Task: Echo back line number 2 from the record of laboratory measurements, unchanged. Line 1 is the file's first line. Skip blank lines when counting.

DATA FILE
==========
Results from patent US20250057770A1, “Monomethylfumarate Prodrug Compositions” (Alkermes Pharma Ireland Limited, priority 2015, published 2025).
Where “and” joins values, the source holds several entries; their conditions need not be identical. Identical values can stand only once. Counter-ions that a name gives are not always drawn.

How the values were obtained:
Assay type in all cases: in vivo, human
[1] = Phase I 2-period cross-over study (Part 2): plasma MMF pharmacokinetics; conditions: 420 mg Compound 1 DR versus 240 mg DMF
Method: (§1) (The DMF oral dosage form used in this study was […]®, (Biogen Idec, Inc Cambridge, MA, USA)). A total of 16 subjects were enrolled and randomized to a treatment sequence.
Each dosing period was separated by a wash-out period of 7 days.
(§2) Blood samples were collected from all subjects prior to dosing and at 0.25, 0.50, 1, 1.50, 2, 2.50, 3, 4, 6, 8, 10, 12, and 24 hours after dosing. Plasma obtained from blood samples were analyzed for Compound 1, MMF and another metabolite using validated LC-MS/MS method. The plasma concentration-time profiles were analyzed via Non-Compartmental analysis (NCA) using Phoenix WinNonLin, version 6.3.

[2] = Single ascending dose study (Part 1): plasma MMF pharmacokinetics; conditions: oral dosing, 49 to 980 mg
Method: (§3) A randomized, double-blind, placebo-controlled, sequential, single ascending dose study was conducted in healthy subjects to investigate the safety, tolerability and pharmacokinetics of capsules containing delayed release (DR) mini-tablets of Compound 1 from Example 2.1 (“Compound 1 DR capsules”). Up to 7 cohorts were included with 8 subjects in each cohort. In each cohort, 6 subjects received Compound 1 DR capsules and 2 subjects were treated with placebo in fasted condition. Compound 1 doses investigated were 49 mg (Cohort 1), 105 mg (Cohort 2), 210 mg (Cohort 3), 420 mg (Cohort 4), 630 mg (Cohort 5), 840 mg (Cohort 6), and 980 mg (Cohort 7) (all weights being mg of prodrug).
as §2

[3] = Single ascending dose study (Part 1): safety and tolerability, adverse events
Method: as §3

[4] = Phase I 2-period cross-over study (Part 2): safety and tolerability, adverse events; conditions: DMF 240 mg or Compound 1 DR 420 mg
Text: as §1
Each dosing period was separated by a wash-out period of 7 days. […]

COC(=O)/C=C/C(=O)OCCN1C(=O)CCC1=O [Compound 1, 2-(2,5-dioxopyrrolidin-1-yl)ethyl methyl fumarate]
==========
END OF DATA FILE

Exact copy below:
Where “and” joins values, the source holds several entries; their conditions need not be identical. Identical values can stand only once. Counter-ions that a name gives are not always drawn.